- 11. Duquette ML, Pham P, Goodman MF, Maizels N (2005) AID binds to transcription-induced structures in c-MYC that map to regions associated with translocation and hypermutation. Oncogene 24: 5791–5798. doi: 10.1038/sj.onc.1208746
- 12. Paeschke K, Juranek S, Simonsson T, Hempel A, Rhodes D, et al. (2008) Telomerase recruitment by the telomere end binding protein-beta facilitates G-quadruplex DNA unfolding in ciliates. Nat Struct Mol Biol 15: 598–604. doi: 10.1038/nsmb.1422
- 13. Paeschke K, Simonsson T, Postberg J, Rhodes D, Lipps HJ (2005) Telomere end-binding proteins control the formation of G-quadruplex DNA structures in vivo. Nat Struct Mol Biol 12: 847–854. doi: 10.1038/nsmb982
- 14. Bugaut A, Balasubramanian S (2012) 5′-UTR RNA G-quadruplexes: translation regulation and targeting. Nucleic Acids Res doi: 10.1093/nar/gks068
- 15. Maizels N (2006) Dynamic roles for G4 DNA in the biology of eukaryotic cells. Nat Struct Mol Biol 13: 1055–1059. doi: 10.1038/nsmb1171
- 16. Ribeyre C, Lopes J, Boule JB, Piazza A, Guedin A, et al. (2009) The yeast Pif1 helicase prevents genomic instability caused by G-quadruplex-forming CEB1 sequences in vivo. PLoS Genet 5: e1000475 doi:10.1371/journal.pgen.1000475. doi: 10.1371/journal.pgen.1000475
- 17. Lopes J, Piazza A, Bermejo R, Kriegsman B, Colosio A, et al. (2011) G-quadruplex-induced instability during leading-strand replication. EMBO J 30: 4033–4046. doi: 10.1038/emboj.2011.316
- 18. Piazza A, Boule JB, Lopes J, Mingo K, Largy E, et al. (2010) Genetic instability triggered by G-quadruplex interacting Phen-DC compounds in Saccharomyces cerevisiae. Nucl Acids Res 38: 4337–4348. doi: 10.1093/nar/gkq136
- 19. Vergnaud G, Denoeud F (2000) Minisatellites: mutability and genome architecture. Genome Res 10: 899–907. doi: 10.1101/gr.10.7.899
- 20. Amarger V, Gauguier D, Yerle M, Apiou F, Pinton P, et al. (1998) Analysis of distribution in the human, pig, and rat genomes points toward a general subtelomeric origin of minisatellite structures. Genomics 52: 62–71. doi: 10.1006/geno.1998.5365
- 21. Baldwin EL, Lee JY, Blake DM, Bunke BP, Alexander CR, et al. (2008) Enhanced detection of clinically relevant genomic imbalances using a targeted plus whole genome oligonucleotide microarray. Genet Med 10: 415–429. doi: 10.1097/gim.0b013e318177015c
- 22. Kaminsky EB, Kaul V, Paschall J, Church DM, Bunke B, et al. (2011) An evidence-based approach to establish the functional and clinical significance of copy number variants in intellectual and developmental disabilities. Genet Med 13: 777–784. doi: 10.1097/gim.0b013e31822c79f9
- 23. Shaffer LG, Kashork CD, Saleki R, Rorem E, Sundin K, et al. (2006) Targeted genomic microarray analysis for identification of chromosome abnormalities in 1500 consecutive clinical cases. J Pediatr 149: 98–102. doi: 10.1016/j.jpeds.2006.02.006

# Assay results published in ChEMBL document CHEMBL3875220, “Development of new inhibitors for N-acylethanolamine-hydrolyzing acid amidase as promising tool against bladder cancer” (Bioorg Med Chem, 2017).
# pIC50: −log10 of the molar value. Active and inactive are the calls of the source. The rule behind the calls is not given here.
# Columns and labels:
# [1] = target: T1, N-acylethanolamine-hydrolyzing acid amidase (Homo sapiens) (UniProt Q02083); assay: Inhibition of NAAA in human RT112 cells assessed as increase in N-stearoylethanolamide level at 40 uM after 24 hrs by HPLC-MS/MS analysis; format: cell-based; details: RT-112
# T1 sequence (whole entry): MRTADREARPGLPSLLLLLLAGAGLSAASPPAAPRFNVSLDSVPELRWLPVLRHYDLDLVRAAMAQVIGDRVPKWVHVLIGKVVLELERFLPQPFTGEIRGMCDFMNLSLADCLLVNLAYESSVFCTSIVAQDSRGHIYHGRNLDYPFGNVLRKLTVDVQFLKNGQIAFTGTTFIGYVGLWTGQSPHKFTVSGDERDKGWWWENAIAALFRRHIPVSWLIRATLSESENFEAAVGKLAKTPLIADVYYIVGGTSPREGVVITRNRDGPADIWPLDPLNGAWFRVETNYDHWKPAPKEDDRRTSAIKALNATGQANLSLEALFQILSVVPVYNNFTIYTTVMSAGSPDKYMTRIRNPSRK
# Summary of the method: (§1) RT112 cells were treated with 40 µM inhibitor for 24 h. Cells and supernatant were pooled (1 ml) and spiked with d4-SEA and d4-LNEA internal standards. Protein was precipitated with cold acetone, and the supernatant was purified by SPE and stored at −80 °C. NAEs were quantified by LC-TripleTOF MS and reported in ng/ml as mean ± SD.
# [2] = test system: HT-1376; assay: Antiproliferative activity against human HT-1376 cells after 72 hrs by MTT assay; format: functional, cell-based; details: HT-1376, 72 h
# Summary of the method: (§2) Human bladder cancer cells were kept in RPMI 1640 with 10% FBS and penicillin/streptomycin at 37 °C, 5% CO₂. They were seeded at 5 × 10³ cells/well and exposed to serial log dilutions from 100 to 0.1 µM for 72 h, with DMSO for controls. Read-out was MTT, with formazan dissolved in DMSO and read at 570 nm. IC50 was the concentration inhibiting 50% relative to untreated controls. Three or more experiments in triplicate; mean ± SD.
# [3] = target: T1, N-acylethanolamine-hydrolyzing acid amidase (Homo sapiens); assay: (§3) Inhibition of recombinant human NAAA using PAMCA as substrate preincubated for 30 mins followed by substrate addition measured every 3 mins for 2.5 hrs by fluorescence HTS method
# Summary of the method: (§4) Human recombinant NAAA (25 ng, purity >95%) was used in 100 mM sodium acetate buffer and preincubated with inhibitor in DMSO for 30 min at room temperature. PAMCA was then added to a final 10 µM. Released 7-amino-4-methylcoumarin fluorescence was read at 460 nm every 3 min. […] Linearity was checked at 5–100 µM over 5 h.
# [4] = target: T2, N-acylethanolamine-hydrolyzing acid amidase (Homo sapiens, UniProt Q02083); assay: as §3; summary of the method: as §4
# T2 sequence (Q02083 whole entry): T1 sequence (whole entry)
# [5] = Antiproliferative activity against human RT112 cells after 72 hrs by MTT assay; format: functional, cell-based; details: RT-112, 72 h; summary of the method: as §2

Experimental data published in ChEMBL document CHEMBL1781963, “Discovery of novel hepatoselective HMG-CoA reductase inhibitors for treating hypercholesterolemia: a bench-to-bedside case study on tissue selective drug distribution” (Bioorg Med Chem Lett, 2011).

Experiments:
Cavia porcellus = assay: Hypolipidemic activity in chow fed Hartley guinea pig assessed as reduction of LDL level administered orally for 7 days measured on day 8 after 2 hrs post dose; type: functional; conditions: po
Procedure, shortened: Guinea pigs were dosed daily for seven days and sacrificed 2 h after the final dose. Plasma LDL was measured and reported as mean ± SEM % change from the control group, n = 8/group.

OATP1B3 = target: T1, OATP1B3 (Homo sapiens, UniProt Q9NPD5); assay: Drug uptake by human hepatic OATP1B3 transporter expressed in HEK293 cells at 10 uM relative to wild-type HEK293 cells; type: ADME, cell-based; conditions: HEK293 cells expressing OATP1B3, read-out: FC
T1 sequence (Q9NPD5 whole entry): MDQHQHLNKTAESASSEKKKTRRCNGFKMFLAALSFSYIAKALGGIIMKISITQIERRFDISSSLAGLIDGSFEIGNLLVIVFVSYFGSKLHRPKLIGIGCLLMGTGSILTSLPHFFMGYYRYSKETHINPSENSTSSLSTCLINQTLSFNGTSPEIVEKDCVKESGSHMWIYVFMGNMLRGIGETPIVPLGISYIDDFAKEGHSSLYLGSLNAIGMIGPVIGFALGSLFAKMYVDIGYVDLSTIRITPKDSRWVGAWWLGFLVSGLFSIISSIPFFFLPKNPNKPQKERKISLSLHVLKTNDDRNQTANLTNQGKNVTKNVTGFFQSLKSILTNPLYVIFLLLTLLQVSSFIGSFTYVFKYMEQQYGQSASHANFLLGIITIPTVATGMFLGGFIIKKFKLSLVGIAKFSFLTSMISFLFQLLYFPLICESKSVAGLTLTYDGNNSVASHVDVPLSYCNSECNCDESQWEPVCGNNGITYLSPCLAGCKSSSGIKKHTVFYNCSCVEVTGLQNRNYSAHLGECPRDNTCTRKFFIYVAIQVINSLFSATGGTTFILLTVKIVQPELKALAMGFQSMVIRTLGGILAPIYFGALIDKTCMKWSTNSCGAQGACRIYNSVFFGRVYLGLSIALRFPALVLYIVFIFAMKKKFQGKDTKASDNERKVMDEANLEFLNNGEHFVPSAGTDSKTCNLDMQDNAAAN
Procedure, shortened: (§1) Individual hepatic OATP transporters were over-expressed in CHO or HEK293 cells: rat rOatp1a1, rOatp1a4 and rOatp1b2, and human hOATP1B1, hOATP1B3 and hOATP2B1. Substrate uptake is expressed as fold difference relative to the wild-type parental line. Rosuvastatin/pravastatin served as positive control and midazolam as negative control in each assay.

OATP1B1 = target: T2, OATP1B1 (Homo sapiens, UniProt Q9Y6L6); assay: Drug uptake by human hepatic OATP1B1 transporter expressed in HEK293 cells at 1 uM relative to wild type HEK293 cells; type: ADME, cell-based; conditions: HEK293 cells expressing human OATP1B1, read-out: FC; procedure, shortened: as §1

- 24. Shao L, Shaw CA, Lu XY, Sahoo T, Bacino CA, et al. (2008) Identification of chromosome abnormalities in subtelomeric regions by microarray analysis: a study of 5,380 cases. Am J Med Genet A 146A: 2242–2251. doi: 10.1002/ajmg.a.32399
- 25. Krontiris TG, Devlin B, Karp DD, Robert NJ, Risch N (1993) An association between the risk of cancer and mutations in the HRAS1 minisatellite locus. N Engl J Med 329: 517–523. doi: 10.1056/nejm199308193290801
- 26. Buard J, Vergnaud G (1994) Complex recombination events at the hypermutable minisatellite CEB1 (D2S90). Embo J 13: 3203–3210.
- 27. Amrane S, Adrian M, Heddi B, Serero A, Nicolas A, et al. (2012) Formation of pearl-necklace monomorphic G-quadruplexes in the human CEB25 minisatellite. J Am Chem Soc doi: 10.1021/ja208993r
- 28. Chen C, Kolodner RD (1999) Gross chromosomal rearrangements in Saccharomyces cerevisiae replication and recombination defective mutants. Nat Genet 23: 81–85.
- 29. Myung K, Chen C, Kolodner RD (2001) Multiple pathways cooperate in the suppression of genome instability in Saccharomyces cerevisiae. Nature 411: 1073–1076. doi: 10.1038/35082608
- 30. Schulz VP, Zakian VA (1994) The saccharomyces PIF1 DNA helicase inhibits telomere elongation and de novo telomere formation. Cell 76: 145–155. doi: 10.1016/0092-8674(94)90179-1
- 31. Boule JB, Vega LR, Zakian VA (2005) The yeast Pif1p helicase removes telomerase from telomeric DNA. Nature 438: 57–61. doi: 10.1038/nature04091
- 32. Zhang W, Durocher D (2010) De novo telomere formation is suppressed by the Mec1-dependent inhibition of Cdc13 accumulation at DNA breaks. Genes Dev 24: 502–515. doi: 10.1101/gad.1869110